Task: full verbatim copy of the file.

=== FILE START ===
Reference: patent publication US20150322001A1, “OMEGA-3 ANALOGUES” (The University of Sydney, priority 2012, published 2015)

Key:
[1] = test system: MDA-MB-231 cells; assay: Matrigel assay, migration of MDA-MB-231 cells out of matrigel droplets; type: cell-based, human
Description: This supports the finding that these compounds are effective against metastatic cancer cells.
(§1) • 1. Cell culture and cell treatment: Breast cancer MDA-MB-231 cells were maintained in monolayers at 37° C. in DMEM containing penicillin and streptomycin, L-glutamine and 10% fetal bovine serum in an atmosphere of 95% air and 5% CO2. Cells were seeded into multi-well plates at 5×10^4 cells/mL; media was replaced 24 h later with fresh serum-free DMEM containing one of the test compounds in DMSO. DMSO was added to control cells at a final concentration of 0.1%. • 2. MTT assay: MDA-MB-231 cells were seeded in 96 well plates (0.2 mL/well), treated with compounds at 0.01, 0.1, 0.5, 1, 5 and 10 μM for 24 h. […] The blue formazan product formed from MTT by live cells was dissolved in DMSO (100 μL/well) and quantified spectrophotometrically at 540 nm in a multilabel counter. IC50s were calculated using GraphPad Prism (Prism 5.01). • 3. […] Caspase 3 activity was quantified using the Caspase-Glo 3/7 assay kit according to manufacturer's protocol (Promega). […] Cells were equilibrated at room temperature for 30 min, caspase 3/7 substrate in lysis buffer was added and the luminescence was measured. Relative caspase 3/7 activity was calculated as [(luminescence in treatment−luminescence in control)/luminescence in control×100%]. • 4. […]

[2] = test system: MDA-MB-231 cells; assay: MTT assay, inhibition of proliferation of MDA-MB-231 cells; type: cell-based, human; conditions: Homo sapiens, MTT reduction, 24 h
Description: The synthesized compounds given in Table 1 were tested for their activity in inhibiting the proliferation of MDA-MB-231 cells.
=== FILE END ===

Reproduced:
Reference: patent publication US20150322001A1, “OMEGA-3 ANALOGUES” (The University of Sydney, priority 2012, published 2015)

Key:
[1] = test system: MDA-MB-231 cells; assay: Matrigel assay, migration of MDA-MB-231 cells out of matrigel droplets; type: cell-based, human
Description: This supports the finding that these compounds are effective against metastatic cancer cells.
(§1) • 1. Cell culture and cell treatment: Breast cancer MDA-MB-231 cells were maintained in monolayers at 37° C. in DMEM containing penicillin and streptomycin, L-glutamine and 10% fetal bovine serum in an atmosphere of 95% air and 5% CO2. Cells were seeded into multi-well plates at 5×10^4 cells/mL; media was replaced 24 h later with fresh serum-free DMEM containing one of the test compounds in DMSO. DMSO was added to control cells at a final concentration of 0.1%. • 2. MTT assay: MDA-MB-231 cells were seeded in 96 well plates (0.2 mL/well), treated with compounds at 0.01, 0.1, 0.5, 1, 5 and 10 μM for 24 h. […] The blue formazan product formed from MTT by live cells was dissolved in DMSO (100 μL/well) and quantified spectrophotometrically at 540 nm in a multilabel counter. IC50s were calculated using GraphPad Prism (Prism 5.01). • 3. […] Caspase 3 activity was quantified using the Caspase-Glo 3/7 assay kit according to manufacturer's protocol (Promega). […] Cells were equilibrated at room temperature for 30 min, caspase 3/7 substrate in lysis buffer was added and the luminescence was measured. Relative caspase 3/7 activity was calculated as [(luminescence in treatment−luminescence in control)/luminescence in control×100%]. • 4. […]

[2] = test system: MDA-MB-231 cells; assay: MTT assay, inhibition of proliferation of MDA-MB-231 cells; type: cell-based, human; conditions: Homo sapiens, MTT reduction, 24 h
Description: The synthesized compounds given in Table 1 were tested for their activity in inhibiting the proliferation of MDA-MB-231 cells.